MOSCOW (Reuters) -Japan’s Toyota Motor Corp said on Friday that it had decided to end vehicle production in Russia due to the interruption in supplies of key materials and parts.
Toyota had suspended production in St Petersburg in March due to supply chain problems, and stopped importing to Russia.
“During this period we have fully retained our workforce and ensured our facility was ready to restart production if the circumstances allowed,” it said in a statement.
“However, after six months, we have not been able to resume normal activities and see no indication that we can restart in the future.”
Toyota said its operations in Moscow needed to be restructured, but that it would continue supporting its retail network in providing service to existing Toyota and Lexus customers.
“We will be offering (staff)… assistance for re-employment, re-skilling and wellbeing, including financial support above legal requirements,” Toyota said.
The Russian Kommersant newspaper, which first reported the plans, said the factory, which has a capacity of 100,000 units a year and produced the Camry and RAV4 models, would be preserved and might be sold in the future.
Russia’s Ministry of Industry and Trade said it was working alongside regional authorities on ways to develop the site.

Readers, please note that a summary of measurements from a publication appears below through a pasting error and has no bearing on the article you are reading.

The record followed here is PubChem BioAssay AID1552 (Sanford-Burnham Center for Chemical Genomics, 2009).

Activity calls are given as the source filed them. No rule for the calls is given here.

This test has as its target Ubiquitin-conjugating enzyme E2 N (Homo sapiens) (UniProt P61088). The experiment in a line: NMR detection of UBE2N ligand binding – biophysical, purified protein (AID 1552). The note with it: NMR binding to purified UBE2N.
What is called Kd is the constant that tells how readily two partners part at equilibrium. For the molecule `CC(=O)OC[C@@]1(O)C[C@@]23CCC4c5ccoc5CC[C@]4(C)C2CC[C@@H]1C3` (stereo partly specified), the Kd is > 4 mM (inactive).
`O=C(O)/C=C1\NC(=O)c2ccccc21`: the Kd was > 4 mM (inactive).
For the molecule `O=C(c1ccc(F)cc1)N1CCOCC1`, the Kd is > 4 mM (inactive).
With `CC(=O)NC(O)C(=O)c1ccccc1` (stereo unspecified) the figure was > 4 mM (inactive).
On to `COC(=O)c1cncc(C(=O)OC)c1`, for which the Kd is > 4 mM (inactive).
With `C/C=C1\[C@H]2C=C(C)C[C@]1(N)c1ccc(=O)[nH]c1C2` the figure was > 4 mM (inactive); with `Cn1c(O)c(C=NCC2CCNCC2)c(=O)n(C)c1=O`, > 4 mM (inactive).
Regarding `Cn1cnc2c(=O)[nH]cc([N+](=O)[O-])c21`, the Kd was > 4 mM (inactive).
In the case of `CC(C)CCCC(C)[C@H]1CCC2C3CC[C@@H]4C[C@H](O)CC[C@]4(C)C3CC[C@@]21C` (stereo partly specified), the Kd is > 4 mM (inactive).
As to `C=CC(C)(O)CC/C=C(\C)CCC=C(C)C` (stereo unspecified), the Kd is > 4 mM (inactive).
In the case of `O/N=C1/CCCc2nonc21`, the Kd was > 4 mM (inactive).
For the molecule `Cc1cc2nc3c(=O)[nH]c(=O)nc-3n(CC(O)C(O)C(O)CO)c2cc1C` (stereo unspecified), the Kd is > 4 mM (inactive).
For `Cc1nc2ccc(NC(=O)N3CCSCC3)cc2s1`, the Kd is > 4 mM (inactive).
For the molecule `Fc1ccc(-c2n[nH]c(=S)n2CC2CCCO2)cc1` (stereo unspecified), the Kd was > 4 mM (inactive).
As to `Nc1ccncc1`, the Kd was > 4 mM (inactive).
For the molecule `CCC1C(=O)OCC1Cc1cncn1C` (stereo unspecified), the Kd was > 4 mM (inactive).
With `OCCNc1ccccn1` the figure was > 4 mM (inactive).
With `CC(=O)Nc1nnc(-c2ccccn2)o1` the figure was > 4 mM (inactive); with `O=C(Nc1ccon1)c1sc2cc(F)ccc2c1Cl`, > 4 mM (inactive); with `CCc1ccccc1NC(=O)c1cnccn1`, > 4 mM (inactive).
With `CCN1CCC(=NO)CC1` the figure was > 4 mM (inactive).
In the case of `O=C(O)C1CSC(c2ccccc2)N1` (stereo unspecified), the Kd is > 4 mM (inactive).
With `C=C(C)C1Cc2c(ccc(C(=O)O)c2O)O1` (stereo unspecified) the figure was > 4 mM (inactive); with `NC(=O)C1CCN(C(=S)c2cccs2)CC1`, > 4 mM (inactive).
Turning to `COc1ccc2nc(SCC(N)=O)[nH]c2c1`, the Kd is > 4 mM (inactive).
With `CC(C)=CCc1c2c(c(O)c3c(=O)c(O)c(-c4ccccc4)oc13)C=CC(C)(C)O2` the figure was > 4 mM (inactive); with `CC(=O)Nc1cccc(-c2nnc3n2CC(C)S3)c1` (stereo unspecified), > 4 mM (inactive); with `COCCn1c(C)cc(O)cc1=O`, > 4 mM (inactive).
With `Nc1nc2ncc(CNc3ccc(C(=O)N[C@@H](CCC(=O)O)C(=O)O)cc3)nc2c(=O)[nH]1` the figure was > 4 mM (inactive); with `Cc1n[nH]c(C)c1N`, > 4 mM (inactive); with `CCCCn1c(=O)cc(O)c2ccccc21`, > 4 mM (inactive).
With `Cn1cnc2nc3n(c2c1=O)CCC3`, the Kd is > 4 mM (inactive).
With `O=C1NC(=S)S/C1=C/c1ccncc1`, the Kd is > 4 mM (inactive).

Many factories in Russia have suspended production and furloughed workers due to shortages of high-tech equipment because of sanctions and an exodus of Western manufacturers since Moscow sent armed forces into Ukraine on Feb. 24.
Renault sold its majority stake in Russia-based carmaker Avtovaz to a Russian science institute, reportedly for one rouble.
Luxury car makers such as Jaguar have stopped exporting to Russia and Ford and BMW have suspended some production.
Volvo in July began laying off some of its staff in Russia – which last year accounted for 3% of net group sales – after suspending sales, service and production in February.
Tyre makers Michelin and Nokian also plan to quit Russia. Michelin said supply chain problems related to sanctions had made it impossible to do business there.
(additional reporting by Satoshi Sugiyama in Tokyo; editing by Kevin Liffey, Jason Neely and Jonathan Oatis)